IT WAS a tall, lanky teenager that caught the eye of Brisbane's Academy team.

Camped deep inside the goalsquare at full-forward, marking everything within reach and adding another five goals to his tally, the Lions thought they might have something to work with when they first laid eyes on Harris Andrews.

Only the club's recruiters thought they had uncovered the competition's next budding key forward to add to their rebuilding side. Not the next Alex Rance.

Such has been Andrews' remarkable run of form to start this interrupted 2020 season – and indeed after his stellar 2019 campaign as well – comparisons with Rance have become inevitable.

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However, given the trajectory of Andrews' rapid rise, many within the competition now believe the young Lion can even eclipse the defensive feats of Rance – a player widely considered the best defender of his generation.

And many believe he can do it as soon as this year.

Could I have predicted this? Probably not

- Brisbane's Academy operations manager Luke Curran

If you were to normalise Andrews' numbers this season, extrapolating them by 25 per cent to account for the reduced game time in the wake of the COVID-19 shutdown period, then you can make a compelling case for that argument.

Champion Data notes that Andrews is averaging 8.2 intercept possessions per game this season (normalised to 10.3 per game), 10.4 spoils (normalised to 13.0) and has a one-on-one loss percentage of just 11 per cent.

In all three key statistical categories, his normalised numbers are bettering Rance's best season in Richmond's 2017 premiership year. And by some distance.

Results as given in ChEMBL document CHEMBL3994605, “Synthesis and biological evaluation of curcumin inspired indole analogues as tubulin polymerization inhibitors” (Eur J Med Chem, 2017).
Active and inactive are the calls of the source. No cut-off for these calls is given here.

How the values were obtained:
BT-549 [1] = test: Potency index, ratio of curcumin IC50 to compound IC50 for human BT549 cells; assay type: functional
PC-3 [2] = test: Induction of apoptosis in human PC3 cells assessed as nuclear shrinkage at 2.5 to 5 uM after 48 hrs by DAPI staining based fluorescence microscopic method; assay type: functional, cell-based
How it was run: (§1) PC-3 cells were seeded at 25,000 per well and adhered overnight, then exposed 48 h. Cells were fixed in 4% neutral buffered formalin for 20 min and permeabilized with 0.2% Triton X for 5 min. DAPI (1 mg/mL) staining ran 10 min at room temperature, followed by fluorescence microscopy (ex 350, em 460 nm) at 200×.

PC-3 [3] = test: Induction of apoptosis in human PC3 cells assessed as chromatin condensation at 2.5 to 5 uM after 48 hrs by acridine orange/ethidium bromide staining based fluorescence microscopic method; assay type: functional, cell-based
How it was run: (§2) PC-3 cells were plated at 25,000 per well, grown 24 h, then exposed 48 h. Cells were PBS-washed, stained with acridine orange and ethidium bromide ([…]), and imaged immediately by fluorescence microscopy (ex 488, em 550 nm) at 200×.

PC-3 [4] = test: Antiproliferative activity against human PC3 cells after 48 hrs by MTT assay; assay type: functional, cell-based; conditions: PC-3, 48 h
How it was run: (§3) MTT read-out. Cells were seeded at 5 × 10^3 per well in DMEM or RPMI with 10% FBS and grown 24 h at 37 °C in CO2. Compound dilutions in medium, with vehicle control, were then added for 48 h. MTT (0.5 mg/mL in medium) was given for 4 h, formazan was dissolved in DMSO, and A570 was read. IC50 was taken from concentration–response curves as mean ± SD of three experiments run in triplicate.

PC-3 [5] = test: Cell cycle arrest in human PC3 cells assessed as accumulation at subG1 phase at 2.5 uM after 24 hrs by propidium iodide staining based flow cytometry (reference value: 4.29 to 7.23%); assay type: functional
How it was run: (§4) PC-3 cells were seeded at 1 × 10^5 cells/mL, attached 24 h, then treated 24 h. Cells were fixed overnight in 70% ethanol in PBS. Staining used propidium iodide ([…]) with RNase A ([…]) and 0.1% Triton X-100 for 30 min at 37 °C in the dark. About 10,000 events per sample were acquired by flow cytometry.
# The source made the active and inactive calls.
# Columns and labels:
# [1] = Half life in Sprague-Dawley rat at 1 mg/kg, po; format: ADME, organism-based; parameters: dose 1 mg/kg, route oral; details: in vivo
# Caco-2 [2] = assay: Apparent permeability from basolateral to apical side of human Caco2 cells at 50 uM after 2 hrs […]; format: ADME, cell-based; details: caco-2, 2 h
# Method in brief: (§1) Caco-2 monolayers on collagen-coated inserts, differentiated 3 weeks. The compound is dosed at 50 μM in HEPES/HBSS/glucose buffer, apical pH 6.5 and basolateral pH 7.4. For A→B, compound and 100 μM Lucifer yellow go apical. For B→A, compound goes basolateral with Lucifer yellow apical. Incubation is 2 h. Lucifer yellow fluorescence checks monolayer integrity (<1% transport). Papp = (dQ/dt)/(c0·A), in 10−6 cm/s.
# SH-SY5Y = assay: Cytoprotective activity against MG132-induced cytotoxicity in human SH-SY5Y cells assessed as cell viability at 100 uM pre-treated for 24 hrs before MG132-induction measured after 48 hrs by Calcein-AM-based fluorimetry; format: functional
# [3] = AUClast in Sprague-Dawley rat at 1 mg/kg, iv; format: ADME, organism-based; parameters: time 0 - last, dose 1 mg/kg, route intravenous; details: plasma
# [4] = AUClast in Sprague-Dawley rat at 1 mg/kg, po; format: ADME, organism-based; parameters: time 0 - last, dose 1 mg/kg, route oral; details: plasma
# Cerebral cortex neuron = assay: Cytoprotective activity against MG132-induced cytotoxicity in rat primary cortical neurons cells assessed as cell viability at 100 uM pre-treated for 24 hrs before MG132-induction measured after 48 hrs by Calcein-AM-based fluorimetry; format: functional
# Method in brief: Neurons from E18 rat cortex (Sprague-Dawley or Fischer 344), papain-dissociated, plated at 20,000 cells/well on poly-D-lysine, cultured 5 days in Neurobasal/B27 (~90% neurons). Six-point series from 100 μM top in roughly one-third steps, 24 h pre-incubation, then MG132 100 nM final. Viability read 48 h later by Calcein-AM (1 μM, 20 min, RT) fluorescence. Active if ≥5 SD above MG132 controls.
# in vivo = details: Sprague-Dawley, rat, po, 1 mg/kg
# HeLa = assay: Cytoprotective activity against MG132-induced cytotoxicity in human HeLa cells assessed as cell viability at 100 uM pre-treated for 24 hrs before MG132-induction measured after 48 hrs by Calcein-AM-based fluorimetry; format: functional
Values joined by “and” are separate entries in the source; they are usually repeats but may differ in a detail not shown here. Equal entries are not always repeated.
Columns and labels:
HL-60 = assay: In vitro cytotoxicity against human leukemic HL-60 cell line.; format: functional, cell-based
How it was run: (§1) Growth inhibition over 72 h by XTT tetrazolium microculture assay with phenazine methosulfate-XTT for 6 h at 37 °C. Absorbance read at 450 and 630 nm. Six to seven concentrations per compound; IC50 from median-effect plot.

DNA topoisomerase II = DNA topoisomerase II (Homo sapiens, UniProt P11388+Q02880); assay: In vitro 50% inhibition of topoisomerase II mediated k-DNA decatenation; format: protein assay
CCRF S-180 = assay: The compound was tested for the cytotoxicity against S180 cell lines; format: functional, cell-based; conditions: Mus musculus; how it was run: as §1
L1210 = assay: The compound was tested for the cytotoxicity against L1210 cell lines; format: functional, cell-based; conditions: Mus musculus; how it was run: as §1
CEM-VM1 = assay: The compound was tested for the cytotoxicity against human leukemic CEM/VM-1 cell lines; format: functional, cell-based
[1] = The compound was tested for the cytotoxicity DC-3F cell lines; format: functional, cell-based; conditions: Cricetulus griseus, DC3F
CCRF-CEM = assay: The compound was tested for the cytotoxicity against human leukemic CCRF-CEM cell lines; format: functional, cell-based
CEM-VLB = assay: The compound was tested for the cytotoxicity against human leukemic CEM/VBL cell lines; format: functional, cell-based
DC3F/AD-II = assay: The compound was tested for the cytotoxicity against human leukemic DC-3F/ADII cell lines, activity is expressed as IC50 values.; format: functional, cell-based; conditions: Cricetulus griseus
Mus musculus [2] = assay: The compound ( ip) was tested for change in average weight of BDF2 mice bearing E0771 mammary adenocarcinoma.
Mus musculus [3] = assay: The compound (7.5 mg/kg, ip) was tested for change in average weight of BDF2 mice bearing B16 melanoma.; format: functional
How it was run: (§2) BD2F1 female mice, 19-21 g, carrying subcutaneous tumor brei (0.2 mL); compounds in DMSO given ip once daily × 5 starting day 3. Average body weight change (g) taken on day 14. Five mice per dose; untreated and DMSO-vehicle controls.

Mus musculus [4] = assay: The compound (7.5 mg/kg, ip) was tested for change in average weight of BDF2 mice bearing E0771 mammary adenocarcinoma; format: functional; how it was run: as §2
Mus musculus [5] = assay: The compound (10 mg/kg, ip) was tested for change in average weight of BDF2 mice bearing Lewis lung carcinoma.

Alex Rance 2017

Harris Andrews 2020 normalised*

Intercept Possessions



Intercept Marks






One-on-one loss rate



AFL Player Ratings



Andrews is also conceding just 0.57 goals per opponent, having kept the dangerous Charlie Dixon – fresh off a six-goal haul the week prior – to just six disposals and no goals in last Saturday night's victory over Port Adelaide.

This statistical measurement also stacks up against Rance, who conceded 0.88 goals per opponent in his fantastic 2017 campaign.

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Not bad for a spindly young forward, who the Lions had targeted as a player that might be able to crack into a team that was severely lacking in key-position options in attack at the time.

"We thought he fit a few categories as a tall marking forward, with his size and marking ability," Brisbane's Academy and NEAFL operations manager Luke Curran told

"We trained him as a forward over the summer (of 2013/14) and for the start of the following year in the Queensland under 18s program, he was a forward.

"It wasn't until after the nationals that we threw him back in a Queensland game against a TAC Cup team. He took a heap of marks and he basically won the game for us, so we thought he might be able to play back as well.

"But certainly, when he got drafted and in his first pre-season with the Lions … he was training as a forward."

Having been named at full-back in five successive Virgin Australia AFL All Australian sides, Rance's absence last year due to a ruptured ACL opened the door for Andrews to take his place in that illustrious team.